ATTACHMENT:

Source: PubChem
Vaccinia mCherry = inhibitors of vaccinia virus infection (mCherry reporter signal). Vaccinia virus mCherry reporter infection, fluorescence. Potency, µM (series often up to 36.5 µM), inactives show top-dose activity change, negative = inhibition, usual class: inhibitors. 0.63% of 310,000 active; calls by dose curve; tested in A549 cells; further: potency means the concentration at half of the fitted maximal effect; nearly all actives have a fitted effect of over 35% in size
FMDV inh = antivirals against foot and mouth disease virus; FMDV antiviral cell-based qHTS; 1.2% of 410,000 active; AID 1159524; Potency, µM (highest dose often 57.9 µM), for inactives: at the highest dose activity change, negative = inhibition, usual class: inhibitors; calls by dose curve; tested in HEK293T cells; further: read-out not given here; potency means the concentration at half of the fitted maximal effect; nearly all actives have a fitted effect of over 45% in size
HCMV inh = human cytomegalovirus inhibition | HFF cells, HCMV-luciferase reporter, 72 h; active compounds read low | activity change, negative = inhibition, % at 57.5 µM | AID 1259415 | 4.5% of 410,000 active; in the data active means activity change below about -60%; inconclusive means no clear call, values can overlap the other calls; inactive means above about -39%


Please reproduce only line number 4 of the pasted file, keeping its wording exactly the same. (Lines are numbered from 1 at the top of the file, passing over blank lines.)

HCMV inh = human cytomegalovirus inhibition | HFF cells, HCMV-luciferase reporter, 72 h; active compounds read low | activity change, negative = inhibition, % at 57.5 µM | AID 1259415 | 4.5% of 410,000 active; in the data active means activity change below about -60%; inconclusive means no clear call, values can overlap the other calls; inactive means above about -39%